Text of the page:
In May, a partnership between the School of Human Environmental Sciences and the Kentucky Homemakers Extension Association came alive as two villages in Ghana were presented with their wish of new sewing machines. Led by Dr. Kim Spillman, Associate Professor in the Department of Retailing and Tourism Management, this partnership is part of an ongoing initiative in Ghana.

Since 2010, Dr. Spillman has been engaged in research and outreach with sewing cooperatives through four trips to Ghana. During her first two trips, the villages expressed their need for electric sewing machines. On her third visit, the residents reminded her of their wish. Dr. Spillman partnered with the Kentucky Extension Homemakers Association (KEHA), working with International Chairman Leoni Mundelius, to make these villages’ dream a reality.

Launched in the fall of 2016, KEHA’s sewing and textile outreach project for Ghana yielded tote bags, shirts, sewing kits and a total of $2,650 for the purchase of 16 sewing machines. The villages of Aseseeso and Adjeikrom each received eight machines. The sewing machines not only provide the villages the ability to create school uniforms, but also provide jobs to young girls that are perhaps finished with school already. The girls were given machines and sewing kits and received training to use these items.

Dr. Kim Spillman stated, “Working with KEHA members was an amazing experience. Members are thoughtful and generous; they trusted me with funds and sewing kits to make this happen in two extremely poor villages. This can be the beginning of empowering women in these villages and raising the economic level of the villages as well. KEHA is an amazing organization. The members are generous, smart and can move mountains! I feel blessed to be associated with such a group.”

The sewing outreach was part of a broader study abroad experience for three students, three faculty members and KEHA representative, Marcia Rasner, a member in Monroe County. While in Ghana, the delegation met with the chief of each village, toured local and national monuments and parks, took a cooking class, printed designs on fabrics and interacted with the residents. They attended three lectures at the University of Ghana about the school feeding programs, women’s programs, and farming. New to the study tour itinerary this year was a visit to the U.S. Embassy in Ghana, and a discussion with the political section chief and regional agricultural counselor who expressed interest in both the school feeding program and sewing project.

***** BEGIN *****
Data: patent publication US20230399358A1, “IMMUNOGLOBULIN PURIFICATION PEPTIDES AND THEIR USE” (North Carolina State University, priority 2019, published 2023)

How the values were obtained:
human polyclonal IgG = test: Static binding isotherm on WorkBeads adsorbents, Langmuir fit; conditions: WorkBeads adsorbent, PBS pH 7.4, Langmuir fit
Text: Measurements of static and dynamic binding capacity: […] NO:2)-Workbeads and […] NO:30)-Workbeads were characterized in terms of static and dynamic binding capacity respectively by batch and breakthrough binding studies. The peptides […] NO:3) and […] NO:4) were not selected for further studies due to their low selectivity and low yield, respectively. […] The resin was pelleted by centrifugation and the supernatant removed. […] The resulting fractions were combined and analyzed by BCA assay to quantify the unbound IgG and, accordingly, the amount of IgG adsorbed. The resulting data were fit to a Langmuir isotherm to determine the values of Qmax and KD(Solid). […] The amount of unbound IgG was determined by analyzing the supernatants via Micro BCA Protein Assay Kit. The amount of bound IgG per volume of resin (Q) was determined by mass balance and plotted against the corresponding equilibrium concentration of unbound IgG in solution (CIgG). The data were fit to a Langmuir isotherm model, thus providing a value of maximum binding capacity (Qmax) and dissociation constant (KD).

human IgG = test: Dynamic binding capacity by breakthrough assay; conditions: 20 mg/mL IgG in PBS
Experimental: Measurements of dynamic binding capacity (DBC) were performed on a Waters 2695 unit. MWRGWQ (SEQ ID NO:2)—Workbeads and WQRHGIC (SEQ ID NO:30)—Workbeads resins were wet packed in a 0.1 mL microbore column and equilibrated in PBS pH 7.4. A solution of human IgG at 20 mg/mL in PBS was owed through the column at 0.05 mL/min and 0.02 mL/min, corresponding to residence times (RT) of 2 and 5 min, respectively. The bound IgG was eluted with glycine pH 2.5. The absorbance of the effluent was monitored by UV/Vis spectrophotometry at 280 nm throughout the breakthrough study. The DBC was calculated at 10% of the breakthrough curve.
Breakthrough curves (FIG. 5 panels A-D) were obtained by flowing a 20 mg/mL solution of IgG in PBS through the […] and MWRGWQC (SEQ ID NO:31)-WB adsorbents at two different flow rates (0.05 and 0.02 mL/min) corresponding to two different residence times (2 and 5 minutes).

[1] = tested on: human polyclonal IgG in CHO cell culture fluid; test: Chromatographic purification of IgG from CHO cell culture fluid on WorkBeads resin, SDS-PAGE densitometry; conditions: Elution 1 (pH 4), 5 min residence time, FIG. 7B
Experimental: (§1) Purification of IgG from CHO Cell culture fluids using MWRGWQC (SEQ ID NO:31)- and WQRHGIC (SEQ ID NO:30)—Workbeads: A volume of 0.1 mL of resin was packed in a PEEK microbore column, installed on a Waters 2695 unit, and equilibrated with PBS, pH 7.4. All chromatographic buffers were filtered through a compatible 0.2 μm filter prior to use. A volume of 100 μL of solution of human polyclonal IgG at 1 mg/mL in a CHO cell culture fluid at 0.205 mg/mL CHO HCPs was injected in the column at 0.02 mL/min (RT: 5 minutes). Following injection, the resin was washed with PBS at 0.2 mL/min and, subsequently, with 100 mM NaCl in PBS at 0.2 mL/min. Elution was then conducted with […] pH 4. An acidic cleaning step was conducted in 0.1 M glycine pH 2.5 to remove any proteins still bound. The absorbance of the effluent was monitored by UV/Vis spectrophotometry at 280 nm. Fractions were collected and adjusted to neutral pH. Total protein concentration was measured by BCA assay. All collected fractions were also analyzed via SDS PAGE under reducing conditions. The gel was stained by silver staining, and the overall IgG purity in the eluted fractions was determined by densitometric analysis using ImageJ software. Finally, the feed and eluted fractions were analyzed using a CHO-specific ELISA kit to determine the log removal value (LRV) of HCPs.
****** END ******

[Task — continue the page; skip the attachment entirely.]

The study tour itinerary was service based. Participants experienced the culture of the Ghanaian villages while also gaining a rich knowledge of the challenges and opportunities in Ghana.

Study tour participants visit the Nkrumah Memorial Park in Accra

Study tour participants visit the Nkrumah Memorial Park in Accra

 Kim Spillman and Marcia Rasner deliver sewing machines to the sewing cooperative in the village of Aseseeso

Kim Spillman and Marcia Rasner deliver sewing machines to the sewing cooperative in the village of Aseseeso

Kim Spillman and Marcia Rasner meet the village chief in Adjeikrom

Kim Spillman and Marcia Rasner meet the village chief in Adjeikrom

Fabric purchased at the Koforidua market for sewing school uniforms

Fabric purchased at the Koforidua market for sewing school uniforms

Kim Spillman with village leaders in Adjeikrom]

Kim Spillman with village leaders in Adjeikrom

Study tour participants at Nelsban Palace Hotel in Tafo

Study tour participants at Nelsban Palace Hotel in Tafo

Study tour participants in Adjeikrom

Study tour participants in Adjeikrom